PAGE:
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Ranking the Top-10 Golf Stories of the 2016 Calendar Year (Part I)
PGA Tour

Ranking the Top-10 Golf Stories of the 2016 Calendar Year (Part I)

Updated Mar. 4, 2020 4:30 p.m. ET

Mandatory Credit: Brett Davis-USA TODAY Sports

As we reflect on a year that was jam-packed with fascinating stories, which players and performances among the biggest of the year in golf. In the first of two parts, we count down the first half of our top-10.

Every year brings us exciting tournaments and some new personalities in golf.

This year, for example, we met Beef, otherwise known as Andrew Johnston, who converted his name and popularity to an endorsement from Arby’s.


The magnitude of interest in a player depends on the what have they done lately thinking as you’ll see from Part I of Top 10 Golf Stories of 2016.

Only a handful of players performed well enough to dominate the headlines, constantly hold our attention and deserve merit among the biggest stories in the game during 2016.

Who are they? Well, without further ado, let’s get to the first five picks.

Mandatory Credit: Butch Dill-USA TODAY Sports

10. Rory’s FedExCup

After winning the 2011 U.S. Open at Congressional, Rory McIlroy decided to join the PGA Tour, although three additional majors later, it seems that he has been a member for a decade.

McIlroy has won 13 times on what is now considered the US tour, including nine PGA Tour events and four majors in all. While he had won the Race to Dubai three times, before 2016, he had yet to win the Tour Championship or FedExCup.

He finally captured both titles in a playoff with Ryan Moore. While Moore got the consolation prize at the Tour Championship, he got the last pick for Ryder Cup and made the putt to put the U.S. over the top and guarantee victory.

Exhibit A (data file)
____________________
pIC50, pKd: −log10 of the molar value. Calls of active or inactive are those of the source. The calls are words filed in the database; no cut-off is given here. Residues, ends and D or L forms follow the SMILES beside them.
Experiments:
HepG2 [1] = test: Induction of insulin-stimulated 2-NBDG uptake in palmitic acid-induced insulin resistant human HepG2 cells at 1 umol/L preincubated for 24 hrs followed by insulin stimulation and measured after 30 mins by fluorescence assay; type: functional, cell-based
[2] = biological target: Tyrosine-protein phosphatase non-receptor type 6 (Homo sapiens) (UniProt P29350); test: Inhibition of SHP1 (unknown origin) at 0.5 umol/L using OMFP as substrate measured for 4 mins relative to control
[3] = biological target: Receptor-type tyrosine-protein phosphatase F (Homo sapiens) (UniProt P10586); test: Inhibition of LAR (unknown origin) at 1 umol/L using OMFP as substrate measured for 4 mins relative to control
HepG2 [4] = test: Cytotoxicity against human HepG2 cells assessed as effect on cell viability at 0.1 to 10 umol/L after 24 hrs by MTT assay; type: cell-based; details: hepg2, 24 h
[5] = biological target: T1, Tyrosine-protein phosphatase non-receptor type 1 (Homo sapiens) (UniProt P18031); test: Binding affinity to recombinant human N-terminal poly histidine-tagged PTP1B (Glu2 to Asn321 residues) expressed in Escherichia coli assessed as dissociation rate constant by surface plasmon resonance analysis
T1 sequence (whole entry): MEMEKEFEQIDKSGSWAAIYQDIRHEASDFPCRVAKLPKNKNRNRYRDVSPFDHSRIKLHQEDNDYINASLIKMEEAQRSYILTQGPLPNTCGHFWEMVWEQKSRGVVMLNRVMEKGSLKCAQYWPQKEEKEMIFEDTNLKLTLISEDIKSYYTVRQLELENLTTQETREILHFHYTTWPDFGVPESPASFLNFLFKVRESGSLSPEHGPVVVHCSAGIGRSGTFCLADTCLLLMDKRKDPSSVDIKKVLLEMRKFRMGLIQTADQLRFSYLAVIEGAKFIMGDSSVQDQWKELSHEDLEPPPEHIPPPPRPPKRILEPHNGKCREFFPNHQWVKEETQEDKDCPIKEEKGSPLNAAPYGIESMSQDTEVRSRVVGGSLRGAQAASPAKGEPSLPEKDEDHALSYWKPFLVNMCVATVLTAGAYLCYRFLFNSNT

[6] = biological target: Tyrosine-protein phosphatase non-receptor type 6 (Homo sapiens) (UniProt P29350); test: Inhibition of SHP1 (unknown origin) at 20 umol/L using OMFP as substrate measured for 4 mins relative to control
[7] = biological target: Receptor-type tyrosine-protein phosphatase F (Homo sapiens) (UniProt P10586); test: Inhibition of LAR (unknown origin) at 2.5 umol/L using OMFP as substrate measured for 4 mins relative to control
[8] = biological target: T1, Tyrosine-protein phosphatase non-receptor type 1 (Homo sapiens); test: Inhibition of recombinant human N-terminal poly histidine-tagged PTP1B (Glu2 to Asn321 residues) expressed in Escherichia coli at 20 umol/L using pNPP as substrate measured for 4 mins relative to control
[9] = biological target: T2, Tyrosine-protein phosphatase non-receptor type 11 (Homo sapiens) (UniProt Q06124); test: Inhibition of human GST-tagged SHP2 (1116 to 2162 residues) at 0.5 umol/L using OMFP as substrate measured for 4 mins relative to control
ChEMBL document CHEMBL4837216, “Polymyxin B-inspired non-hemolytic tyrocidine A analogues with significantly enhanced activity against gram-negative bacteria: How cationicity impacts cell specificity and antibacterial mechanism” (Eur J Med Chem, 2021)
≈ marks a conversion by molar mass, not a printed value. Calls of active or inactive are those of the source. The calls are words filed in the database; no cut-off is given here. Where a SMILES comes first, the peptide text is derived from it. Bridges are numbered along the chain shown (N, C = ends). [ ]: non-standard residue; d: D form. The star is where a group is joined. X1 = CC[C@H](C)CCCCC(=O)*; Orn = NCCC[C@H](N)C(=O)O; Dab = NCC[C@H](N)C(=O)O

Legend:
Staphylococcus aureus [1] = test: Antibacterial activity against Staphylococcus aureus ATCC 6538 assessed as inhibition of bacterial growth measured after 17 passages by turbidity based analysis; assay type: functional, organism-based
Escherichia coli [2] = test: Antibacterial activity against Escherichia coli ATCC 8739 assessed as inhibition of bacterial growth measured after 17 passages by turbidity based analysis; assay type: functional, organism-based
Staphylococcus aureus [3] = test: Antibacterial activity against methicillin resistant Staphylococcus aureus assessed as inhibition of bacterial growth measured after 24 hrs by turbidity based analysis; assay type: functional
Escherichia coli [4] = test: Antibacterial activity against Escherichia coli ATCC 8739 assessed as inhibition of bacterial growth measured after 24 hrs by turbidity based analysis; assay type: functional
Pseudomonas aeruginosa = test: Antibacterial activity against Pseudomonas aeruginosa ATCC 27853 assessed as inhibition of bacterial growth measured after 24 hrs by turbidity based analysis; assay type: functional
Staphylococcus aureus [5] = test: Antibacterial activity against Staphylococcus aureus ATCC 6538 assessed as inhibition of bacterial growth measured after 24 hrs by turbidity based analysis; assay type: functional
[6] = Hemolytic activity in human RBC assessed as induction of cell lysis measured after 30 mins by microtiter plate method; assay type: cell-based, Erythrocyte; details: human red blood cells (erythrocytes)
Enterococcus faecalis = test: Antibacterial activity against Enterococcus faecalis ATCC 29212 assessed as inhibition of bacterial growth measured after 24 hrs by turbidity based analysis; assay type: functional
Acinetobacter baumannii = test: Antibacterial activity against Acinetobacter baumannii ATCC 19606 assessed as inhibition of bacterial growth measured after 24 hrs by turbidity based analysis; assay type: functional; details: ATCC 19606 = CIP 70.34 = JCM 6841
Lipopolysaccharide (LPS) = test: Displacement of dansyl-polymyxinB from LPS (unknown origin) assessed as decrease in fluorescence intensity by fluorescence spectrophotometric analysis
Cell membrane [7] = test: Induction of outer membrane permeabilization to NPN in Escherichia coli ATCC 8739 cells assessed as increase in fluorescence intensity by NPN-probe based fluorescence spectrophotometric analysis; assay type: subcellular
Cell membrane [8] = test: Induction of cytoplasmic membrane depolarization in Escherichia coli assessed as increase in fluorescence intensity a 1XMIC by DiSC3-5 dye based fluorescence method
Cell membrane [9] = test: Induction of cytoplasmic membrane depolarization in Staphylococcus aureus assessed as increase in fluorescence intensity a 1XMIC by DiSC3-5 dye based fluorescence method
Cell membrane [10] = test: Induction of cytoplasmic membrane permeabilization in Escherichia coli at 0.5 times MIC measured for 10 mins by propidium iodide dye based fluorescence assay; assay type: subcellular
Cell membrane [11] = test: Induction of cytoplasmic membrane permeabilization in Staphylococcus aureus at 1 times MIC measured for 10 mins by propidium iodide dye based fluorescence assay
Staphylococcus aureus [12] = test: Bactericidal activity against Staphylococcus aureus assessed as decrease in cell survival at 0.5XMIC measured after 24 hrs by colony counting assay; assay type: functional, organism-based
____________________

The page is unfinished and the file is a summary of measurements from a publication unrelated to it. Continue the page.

Mandatory Credit: Butch Dill-USA TODAY Sports

9. Jason Day’s Back

Jason Day looked like he couldn’t lose again ever in his life in the spring of 2016. Coming off his PGA victory in 2015, he won the 2016 Arnold Palmer Invitational, and the Dell Match Play. But it was during the Dell Match Play that his back injuries flared up for the first time last year.

It would not be the last, as he continued to fight muscle spasms in his back all the way through the rest of the season, turning prime form into a season that might have been.

Mandatory Credit: Jason Getz-USA TODAY Sports

8. Between Back Problems, Jason Day Wins The Players

If it’s not a major, why are all the best players there? If it’s not a major, why does it have the biggest purse? If it’s not a major, why do the winners get exemptions to other majors?

OK, you can argue this one any way you want, but as Jason Day himself said top media before the tournament, “This is one of those tournaments where, if you’re on the border of getting into the Hall of Fame, this could kick it over and get you into the Hall of Fame.”

Perhaps by itself it won’t, but combined with the PGA and some other victories, down the road, it might. Day was brilliant and looked like he was on the mend and ready to challenge in the last three majors of the year.

Mandatory Credit: Rob Schumacher-USA TODAY Sports

7. Jordan Spieth Two-Fer

OK, Jordan Spieth was supposed to win the 2016 Masters. But somehow on the way through Rae’s Creek on Sunday, Spieth dunked not one, but two in the water and lost the tournament to Danny Willett.

If he’d just lost one ball there, he would still have had a fighting chance, but his two-fer was too much to overcome. A major opportunity that got away from the then defending champion.

Mandatory Credit: John David Mercer-USA TODAY Sports

6. DJ’s Major

If ever there was a star-crossed golfer, it was Dustin Johnson, who for a time looked like he might steal the crown of most majors lost through bad luck or bad shots at the wrong time from Greg Norman.

DJ fell foul of a bad call or a no call from a PGA of America rules official at Whistling Straits the year Martin Kaymer won the PGA, taking nothing from Martin Kaymer. Then he had a lead at the U.S. Open at Pebble Beach before he chili dipped some wedges in the final round and Graeme Never-Give-Up McDowell found his way to the winners circle. And in 2015, he missed a short putt on the 18th hole that would have forced a playoff in the U.S. Open. He handed that title to Jordan Spieth.

Finally, and in spite of a strange rules call that upset nearly everybody in golf but the USGA, DJ won the U.S. Open at Oakmont, which Ben Hogan called the hardest golf course he’d ever played.

Make sure to check back tomorrow when we’ll countdown the list from five to one.

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